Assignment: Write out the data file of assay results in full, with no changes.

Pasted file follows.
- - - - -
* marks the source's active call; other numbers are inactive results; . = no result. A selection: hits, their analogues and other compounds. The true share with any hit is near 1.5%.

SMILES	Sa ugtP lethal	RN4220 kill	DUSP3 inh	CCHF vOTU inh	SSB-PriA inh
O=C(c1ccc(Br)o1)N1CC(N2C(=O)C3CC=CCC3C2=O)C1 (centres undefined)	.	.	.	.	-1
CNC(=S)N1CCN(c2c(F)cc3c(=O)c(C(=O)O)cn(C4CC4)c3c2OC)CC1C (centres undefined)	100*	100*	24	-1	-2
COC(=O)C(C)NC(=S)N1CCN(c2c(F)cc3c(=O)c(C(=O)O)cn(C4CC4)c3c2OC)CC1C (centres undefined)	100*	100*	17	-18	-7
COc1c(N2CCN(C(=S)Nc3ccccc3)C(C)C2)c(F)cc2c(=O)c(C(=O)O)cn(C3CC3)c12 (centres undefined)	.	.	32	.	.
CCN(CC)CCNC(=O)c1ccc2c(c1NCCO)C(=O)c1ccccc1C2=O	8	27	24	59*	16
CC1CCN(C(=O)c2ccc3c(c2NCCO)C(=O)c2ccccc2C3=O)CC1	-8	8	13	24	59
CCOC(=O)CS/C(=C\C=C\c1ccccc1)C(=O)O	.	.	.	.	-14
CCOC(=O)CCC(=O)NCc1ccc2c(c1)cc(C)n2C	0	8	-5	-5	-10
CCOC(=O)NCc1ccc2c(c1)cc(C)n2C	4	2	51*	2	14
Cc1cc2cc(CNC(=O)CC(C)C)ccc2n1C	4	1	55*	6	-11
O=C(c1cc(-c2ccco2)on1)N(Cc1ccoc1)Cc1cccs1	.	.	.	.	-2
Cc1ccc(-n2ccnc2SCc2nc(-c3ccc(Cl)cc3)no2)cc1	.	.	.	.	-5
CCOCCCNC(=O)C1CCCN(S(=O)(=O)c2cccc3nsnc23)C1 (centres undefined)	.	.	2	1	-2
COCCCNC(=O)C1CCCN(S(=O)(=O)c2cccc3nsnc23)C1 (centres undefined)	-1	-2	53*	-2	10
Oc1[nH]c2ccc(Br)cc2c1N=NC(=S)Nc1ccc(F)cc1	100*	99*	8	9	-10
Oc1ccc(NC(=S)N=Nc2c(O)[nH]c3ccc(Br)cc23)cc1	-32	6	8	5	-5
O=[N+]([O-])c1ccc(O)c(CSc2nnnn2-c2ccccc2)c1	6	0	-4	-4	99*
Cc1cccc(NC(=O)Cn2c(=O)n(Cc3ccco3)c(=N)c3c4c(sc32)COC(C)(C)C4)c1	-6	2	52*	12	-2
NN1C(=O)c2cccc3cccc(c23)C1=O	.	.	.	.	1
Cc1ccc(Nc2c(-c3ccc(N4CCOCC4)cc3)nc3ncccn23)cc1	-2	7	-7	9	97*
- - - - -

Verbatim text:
* marks the source's active call; other numbers are inactive results; . = no result. A selection: hits, their analogues and other compounds. The true share with any hit is near 1.5%.

SMILES	Sa ugtP lethal	RN4220 kill	DUSP3 inh	CCHF vOTU inh	SSB-PriA inh
O=C(c1ccc(Br)o1)N1CC(N2C(=O)C3CC=CCC3C2=O)C1 (centres undefined)	.	.	.	.	-1
CNC(=S)N1CCN(c2c(F)cc3c(=O)c(C(=O)O)cn(C4CC4)c3c2OC)CC1C (centres undefined)	100*	100*	24	-1	-2
COC(=O)C(C)NC(=S)N1CCN(c2c(F)cc3c(=O)c(C(=O)O)cn(C4CC4)c3c2OC)CC1C (centres undefined)	100*	100*	17	-18	-7
COc1c(N2CCN(C(=S)Nc3ccccc3)C(C)C2)c(F)cc2c(=O)c(C(=O)O)cn(C3CC3)c12 (centres undefined)	.	.	32	.	.
CCN(CC)CCNC(=O)c1ccc2c(c1NCCO)C(=O)c1ccccc1C2=O	8	27	24	59*	16
CC1CCN(C(=O)c2ccc3c(c2NCCO)C(=O)c2ccccc2C3=O)CC1	-8	8	13	24	59
CCOC(=O)CS/C(=C\C=C\c1ccccc1)C(=O)O	.	.	.	.	-14
CCOC(=O)CCC(=O)NCc1ccc2c(c1)cc(C)n2C	0	8	-5	-5	-10
CCOC(=O)NCc1ccc2c(c1)cc(C)n2C	4	2	51*	2	14
Cc1cc2cc(CNC(=O)CC(C)C)ccc2n1C	4	1	55*	6	-11
O=C(c1cc(-c2ccco2)on1)N(Cc1ccoc1)Cc1cccs1	.	.	.	.	-2
Cc1ccc(-n2ccnc2SCc2nc(-c3ccc(Cl)cc3)no2)cc1	.	.	.	.	-5
CCOCCCNC(=O)C1CCCN(S(=O)(=O)c2cccc3nsnc23)C1 (centres undefined)	.	.	2	1	-2
COCCCNC(=O)C1CCCN(S(=O)(=O)c2cccc3nsnc23)C1 (centres undefined)	-1	-2	53*	-2	10
Oc1[nH]c2ccc(Br)cc2c1N=NC(=S)Nc1ccc(F)cc1	100*	99*	8	9	-10
Oc1ccc(NC(=S)N=Nc2c(O)[nH]c3ccc(Br)cc23)cc1	-32	6	8	5	-5
O=[N+]([O-])c1ccc(O)c(CSc2nnnn2-c2ccccc2)c1	6	0	-4	-4	99*
Cc1cccc(NC(=O)Cn2c(=O)n(Cc3ccco3)c(=N)c3c4c(sc32)COC(C)(C)C4)c1	-6	2	52*	12	-2
NN1C(=O)c2cccc3cccc(c23)C1=O	.	.	.	.	1
Cc1ccc(Nc2c(-c3ccc(N4CCOCC4)cc3)nc3ncccn23)cc1	-2	7	-7	9	97*